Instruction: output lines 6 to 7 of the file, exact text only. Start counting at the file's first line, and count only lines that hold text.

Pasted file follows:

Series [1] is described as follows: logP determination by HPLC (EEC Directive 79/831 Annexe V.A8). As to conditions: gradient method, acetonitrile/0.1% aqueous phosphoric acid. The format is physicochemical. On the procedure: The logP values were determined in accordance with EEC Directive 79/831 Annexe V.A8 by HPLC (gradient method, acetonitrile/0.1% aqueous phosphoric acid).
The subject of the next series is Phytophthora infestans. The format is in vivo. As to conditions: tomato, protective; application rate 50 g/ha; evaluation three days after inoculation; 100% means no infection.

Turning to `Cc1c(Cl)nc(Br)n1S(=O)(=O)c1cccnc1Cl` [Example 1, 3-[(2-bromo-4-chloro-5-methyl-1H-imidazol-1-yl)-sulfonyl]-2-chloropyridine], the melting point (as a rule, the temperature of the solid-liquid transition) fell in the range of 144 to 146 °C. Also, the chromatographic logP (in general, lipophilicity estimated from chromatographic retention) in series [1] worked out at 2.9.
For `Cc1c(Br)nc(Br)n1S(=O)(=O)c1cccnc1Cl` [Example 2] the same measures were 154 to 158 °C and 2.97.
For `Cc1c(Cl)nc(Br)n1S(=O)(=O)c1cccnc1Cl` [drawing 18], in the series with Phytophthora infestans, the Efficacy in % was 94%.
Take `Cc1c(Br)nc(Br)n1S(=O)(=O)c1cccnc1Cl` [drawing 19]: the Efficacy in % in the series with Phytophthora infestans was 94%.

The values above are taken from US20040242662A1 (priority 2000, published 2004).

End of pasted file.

Take `Cc1c(Br)nc(Br)n1S(=O)(=O)c1cccnc1Cl` [drawing 19]: the Efficacy in % in the series with Phytophthora infestans was 94%.

The values above are taken from US20040242662A1 (priority 2000, published 2004).